However, the fact we can technologically do something doesn’t mean it’s the best way to accomplish the task. Just because we have the toys doesn’t mean we should play with them. To be bluntly specific, because of technology, we are turning students into accountants.

Every high school I know of requires teachers to keep their gradebooks online, and those gradebooks can be accessed by parents and students from any computer with internet access. That sounds like a terrific idea, giving the parents and students detailed information so the home can partner with the school to improve the student’s understanding and achievement I like being able to tell students to look online to make sure I credited all the assignments they have emailed me or to understand why their grade changed dramatically in the past week. Having continual access to a student’s grades is the type of idea that makes a great sound bite and gets unilateral support—who can oppose parents and students having the data to understand the progress the student is making?

Welcome to the dark side of the online gradebook.  One issue is that students live in an “instant gratification” society, and the ability to see their grades in real time feeds that jones. This week, I’ve had students hand me a paper, then say while they are still holding onto it, “So what’s my grade now?” If I haven’t put it in by the end of the class, there’s so much sighing and eye-rolling that I feel as if I’m surrounded by a flock of Scarlet O’Haras.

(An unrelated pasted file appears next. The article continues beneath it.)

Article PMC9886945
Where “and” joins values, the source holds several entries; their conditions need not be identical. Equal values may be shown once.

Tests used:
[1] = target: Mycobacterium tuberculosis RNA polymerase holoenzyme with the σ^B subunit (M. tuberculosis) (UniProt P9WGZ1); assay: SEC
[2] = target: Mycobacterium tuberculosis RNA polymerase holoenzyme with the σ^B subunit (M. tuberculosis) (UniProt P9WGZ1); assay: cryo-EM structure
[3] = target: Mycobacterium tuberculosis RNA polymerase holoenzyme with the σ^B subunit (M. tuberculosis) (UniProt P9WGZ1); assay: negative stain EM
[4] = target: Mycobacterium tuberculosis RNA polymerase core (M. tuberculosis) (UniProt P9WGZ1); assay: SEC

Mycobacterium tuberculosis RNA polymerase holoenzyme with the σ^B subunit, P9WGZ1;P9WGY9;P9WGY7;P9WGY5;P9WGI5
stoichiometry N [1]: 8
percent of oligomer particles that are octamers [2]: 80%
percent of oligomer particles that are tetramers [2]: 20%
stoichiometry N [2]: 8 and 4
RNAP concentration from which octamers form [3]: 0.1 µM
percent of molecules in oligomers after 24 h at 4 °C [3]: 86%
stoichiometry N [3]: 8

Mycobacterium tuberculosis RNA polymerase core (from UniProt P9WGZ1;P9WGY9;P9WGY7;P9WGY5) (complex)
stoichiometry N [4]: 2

There’s another trend that shows students are becoming accountants After accessing their grade, some students will decide that they’ve “learned” enough, and not even attempt an assignment that doesn’t impact their grade in a concrete way. They’ll calculate points and percentages, then determine if the homework assignment will make a noticeable difference—it may seem as if every little bit helps, but in practice, that’s not true. Students who struggle with the state math tests often have a Einsteinian grasp of “gradebook math,” even with weighted grades or categorized assignments.

The flip side of that is students who don’t have the score they (or their parents) want, so they audit their points with the fervor of an I.R.S auditor who is bucking for a promotion. Every piece of paper they’ve written their name on needs to be accounted for, and they often try to dicker for missing points or the ability to turn in very late work—they almost always have a ten point paper from seven weeks earlier that would pull them up a percentage point, getting them that much closer to athletic eligibility or the next higher grade.

What do grades mean? Does having the technology to micro-manage grades lead to the student “learning” more? Maybe instead of having more trainings to make sure teachers and parents can use the technology correctly, we need discussions about how to use it wisely.